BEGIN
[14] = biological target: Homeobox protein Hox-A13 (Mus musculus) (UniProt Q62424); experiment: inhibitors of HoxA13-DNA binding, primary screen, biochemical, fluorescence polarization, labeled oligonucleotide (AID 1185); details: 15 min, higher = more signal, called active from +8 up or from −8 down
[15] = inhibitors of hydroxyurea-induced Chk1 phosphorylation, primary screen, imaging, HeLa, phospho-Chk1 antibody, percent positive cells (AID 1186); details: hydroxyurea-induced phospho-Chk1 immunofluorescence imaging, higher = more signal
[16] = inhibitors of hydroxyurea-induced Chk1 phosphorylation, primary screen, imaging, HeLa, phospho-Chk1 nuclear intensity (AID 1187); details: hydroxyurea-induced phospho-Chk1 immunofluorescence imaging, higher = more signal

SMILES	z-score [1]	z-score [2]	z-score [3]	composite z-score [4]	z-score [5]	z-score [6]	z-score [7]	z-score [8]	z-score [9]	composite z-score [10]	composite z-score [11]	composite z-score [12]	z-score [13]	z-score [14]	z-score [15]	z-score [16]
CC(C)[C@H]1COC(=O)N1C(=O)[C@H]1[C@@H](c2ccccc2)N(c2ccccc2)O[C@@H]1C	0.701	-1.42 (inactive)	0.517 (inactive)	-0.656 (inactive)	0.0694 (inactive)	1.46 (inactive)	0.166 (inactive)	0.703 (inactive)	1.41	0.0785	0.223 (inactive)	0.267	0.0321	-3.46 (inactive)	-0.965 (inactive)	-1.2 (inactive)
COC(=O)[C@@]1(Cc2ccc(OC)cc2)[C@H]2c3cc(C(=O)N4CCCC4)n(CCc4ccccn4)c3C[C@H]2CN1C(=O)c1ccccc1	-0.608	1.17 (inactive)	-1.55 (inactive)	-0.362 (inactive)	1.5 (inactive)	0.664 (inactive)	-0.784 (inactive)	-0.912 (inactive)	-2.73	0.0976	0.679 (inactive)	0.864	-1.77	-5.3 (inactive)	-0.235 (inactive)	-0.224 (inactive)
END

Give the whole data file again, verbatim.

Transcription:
[14] = biological target: Homeobox protein Hox-A13 (Mus musculus) (UniProt Q62424); experiment: inhibitors of HoxA13-DNA binding, primary screen, biochemical, fluorescence polarization, labeled oligonucleotide (AID 1185); details: 15 min, higher = more signal, called active from +8 up or from −8 down
[15] = inhibitors of hydroxyurea-induced Chk1 phosphorylation, primary screen, imaging, HeLa, phospho-Chk1 antibody, percent positive cells (AID 1186); details: hydroxyurea-induced phospho-Chk1 immunofluorescence imaging, higher = more signal
[16] = inhibitors of hydroxyurea-induced Chk1 phosphorylation, primary screen, imaging, HeLa, phospho-Chk1 nuclear intensity (AID 1187); details: hydroxyurea-induced phospho-Chk1 immunofluorescence imaging, higher = more signal

SMILES	z-score [1]	z-score [2]	z-score [3]	composite z-score [4]	z-score [5]	z-score [6]	z-score [7]	z-score [8]	z-score [9]	composite z-score [10]	composite z-score [11]	composite z-score [12]	z-score [13]	z-score [14]	z-score [15]	z-score [16]
CC(C)[C@H]1COC(=O)N1C(=O)[C@H]1[C@@H](c2ccccc2)N(c2ccccc2)O[C@@H]1C	0.701	-1.42 (inactive)	0.517 (inactive)	-0.656 (inactive)	0.0694 (inactive)	1.46 (inactive)	0.166 (inactive)	0.703 (inactive)	1.41	0.0785	0.223 (inactive)	0.267	0.0321	-3.46 (inactive)	-0.965 (inactive)	-1.2 (inactive)
COC(=O)[C@@]1(Cc2ccc(OC)cc2)[C@H]2c3cc(C(=O)N4CCCC4)n(CCc4ccccn4)c3C[C@H]2CN1C(=O)c1ccccc1	-0.608	1.17 (inactive)	-1.55 (inactive)	-0.362 (inactive)	1.5 (inactive)	0.664 (inactive)	-0.784 (inactive)	-0.912 (inactive)	-2.73	0.0976	0.679 (inactive)	0.864	-1.77	-5.3 (inactive)	-0.235 (inactive)	-0.224 (inactive)